Mercedes' Andrew Shovlin admits that Lewis Hamilton's pit strategy in the Qatar Grand Prix was a 'copy' of what Max Verstappen was doing.
With Hamilton leading the race from the start and Verstappen behind in second, the Silver Arrows knew that the Red Bull driver's main chance of getting ahead would come from potentially using the undercut during the pit-stops.
However, Mercedes were able to avoid this by bringing Hamilton straight in, a strategy that Shovlin - the team's Trackside Engineering Director - says is completely normal during a championship battle like the one currently playing out.
When asked in a Mercedes debrief video whether Hamilton's pit strategy was solely an answer to Verstappen, Shovlin explained: "Well, yes it was.
"This is quite normal, when you get into a championship battle. If you are controlling a race, you are out front, you've built a gap and Lewis was very, very clear of any risk of undercut.
"The best thing you can do if you want to finish ahead of Max is just copy what he does one or two laps later.
"What you don't want to do is to be on a completely different part of the track, [or on] a completely different strategy, because [if there is] an unfortunate Safety Car, or maybe if the tyre degradation doesn't pan out as you expect, you could end up losing that advantage.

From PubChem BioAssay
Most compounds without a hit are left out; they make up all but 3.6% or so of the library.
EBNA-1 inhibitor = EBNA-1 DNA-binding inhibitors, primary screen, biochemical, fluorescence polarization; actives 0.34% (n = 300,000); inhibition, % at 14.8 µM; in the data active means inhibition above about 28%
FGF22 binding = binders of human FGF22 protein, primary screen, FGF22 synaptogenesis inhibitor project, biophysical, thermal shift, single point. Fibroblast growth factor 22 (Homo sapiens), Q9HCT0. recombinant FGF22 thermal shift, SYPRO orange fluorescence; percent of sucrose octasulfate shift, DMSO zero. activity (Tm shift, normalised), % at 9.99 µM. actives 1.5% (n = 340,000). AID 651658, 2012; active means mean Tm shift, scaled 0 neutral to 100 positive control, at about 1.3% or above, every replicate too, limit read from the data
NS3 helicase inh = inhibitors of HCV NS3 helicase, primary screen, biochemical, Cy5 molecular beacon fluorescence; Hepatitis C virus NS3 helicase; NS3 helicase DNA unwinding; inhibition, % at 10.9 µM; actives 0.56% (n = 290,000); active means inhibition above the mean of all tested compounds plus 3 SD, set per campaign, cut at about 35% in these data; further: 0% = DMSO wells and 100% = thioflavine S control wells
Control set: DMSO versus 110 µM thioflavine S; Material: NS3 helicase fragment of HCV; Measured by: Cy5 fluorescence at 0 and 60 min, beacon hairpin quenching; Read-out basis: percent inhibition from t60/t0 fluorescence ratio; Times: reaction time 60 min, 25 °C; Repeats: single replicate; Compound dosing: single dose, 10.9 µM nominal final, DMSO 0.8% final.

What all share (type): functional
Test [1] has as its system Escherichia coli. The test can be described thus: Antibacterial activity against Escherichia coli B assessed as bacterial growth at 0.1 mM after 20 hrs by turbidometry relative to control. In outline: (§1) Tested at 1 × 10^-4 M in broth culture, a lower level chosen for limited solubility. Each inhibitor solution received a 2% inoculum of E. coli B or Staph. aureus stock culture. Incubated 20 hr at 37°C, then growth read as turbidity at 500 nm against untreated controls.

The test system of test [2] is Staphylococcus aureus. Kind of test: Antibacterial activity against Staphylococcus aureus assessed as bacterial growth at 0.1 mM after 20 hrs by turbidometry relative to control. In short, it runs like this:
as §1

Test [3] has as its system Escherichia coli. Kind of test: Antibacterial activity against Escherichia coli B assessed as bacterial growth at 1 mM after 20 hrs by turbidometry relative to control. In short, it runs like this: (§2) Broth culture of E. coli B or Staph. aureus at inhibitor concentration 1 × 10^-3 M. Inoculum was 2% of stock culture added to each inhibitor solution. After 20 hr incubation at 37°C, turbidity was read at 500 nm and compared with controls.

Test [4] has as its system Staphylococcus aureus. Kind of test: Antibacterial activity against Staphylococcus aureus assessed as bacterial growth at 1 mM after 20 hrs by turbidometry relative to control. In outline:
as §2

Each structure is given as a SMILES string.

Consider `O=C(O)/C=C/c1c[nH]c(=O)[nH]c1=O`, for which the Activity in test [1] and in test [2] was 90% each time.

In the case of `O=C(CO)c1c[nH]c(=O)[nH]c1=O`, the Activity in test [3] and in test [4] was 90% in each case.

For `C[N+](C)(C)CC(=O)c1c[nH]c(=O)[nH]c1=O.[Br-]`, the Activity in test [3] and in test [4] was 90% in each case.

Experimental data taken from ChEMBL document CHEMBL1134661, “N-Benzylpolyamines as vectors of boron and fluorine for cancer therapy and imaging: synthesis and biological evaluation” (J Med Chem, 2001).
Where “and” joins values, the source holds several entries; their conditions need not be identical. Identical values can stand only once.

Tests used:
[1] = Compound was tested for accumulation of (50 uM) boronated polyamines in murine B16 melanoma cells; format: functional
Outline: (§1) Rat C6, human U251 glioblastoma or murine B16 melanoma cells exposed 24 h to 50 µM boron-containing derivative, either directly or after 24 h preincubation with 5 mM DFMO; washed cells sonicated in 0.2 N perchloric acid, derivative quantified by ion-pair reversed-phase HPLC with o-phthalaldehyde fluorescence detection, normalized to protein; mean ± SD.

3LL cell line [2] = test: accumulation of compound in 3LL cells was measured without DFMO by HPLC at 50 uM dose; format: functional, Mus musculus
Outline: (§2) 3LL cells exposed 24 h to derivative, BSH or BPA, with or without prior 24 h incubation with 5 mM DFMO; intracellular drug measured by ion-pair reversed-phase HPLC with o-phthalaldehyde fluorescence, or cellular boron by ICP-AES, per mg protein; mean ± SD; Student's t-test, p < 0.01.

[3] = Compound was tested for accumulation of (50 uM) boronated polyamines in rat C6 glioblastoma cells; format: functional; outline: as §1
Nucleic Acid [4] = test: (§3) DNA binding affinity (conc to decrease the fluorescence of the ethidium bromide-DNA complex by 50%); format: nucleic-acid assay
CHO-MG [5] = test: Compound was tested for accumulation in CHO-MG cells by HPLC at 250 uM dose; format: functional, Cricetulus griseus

"If you see Max leading any of the remaining races, I think they will be doing a very similar thing."
No stop for fastest lap
Verstappen might not have been able to catch Hamilton for the lead of the race but the Dutchman did make a late pit-stop in order to claim an extra point for setting the fastest lap.
Shovlin has detailed why Mercedes did not attempt this with Hamilton.
"Red Bull deliberately timed it so that from their stop, all that Max is able to do is an out lap and a flying lap so he can then take that fastest lap which he actually held anyway from the previous stint," Shovlin said.
"With Lewis, if we had pitted after Max had pitted, all we would have been able to do was the out lap and that obviously doesn't count for fastest lap.
"So it's quite normal that you leave it for the penultimate lap, because when you do stop you open up the window for the race leader, and if you do it on the penultimate lap it means that they have no opportunity to actually set a proper lap time."
Following Hamilton's victory in the Qatar Grand Prix, his deficit to Verstappen in the World Championship standings is now down to just eight points with two races remaining.
Does Lewis Hamilton's recent run of form against Max Verstappen now make him the favourite to claim the title? F1 journalists Dieter Rencken, Thomas Maher and Mike Seymour discuss this and more in the latest episode of the RacingNews365 podcast!